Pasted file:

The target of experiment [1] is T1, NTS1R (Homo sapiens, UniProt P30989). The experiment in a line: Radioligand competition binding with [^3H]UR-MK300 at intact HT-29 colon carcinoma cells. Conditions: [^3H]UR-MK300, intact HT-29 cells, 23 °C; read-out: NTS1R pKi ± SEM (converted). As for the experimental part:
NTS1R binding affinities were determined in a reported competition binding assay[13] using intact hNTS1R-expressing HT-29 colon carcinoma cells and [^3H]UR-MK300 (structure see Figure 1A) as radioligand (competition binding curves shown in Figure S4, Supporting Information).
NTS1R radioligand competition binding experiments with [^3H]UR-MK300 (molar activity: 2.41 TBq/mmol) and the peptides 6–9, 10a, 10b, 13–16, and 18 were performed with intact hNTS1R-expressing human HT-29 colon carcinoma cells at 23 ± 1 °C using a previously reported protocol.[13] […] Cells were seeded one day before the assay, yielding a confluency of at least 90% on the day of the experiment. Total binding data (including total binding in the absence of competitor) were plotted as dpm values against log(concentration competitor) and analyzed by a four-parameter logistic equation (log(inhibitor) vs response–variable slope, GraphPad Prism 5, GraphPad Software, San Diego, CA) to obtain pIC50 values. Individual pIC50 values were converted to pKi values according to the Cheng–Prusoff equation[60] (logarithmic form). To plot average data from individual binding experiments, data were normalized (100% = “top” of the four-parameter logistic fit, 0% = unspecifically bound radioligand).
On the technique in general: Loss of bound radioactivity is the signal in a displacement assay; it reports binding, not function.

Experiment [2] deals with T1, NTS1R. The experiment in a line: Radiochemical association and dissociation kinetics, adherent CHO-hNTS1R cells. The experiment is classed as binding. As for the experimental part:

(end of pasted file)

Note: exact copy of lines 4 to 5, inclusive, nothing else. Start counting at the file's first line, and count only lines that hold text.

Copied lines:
On the technique in general: Loss of bound radioactivity is the signal in a displacement assay; it reports binding, not function.

Experiment [2] deals with T1, NTS1R. The experiment in a line: Radiochemical association and dissociation kinetics, adherent CHO-hNTS1R cells. The experiment is classed as binding. As for the experimental part: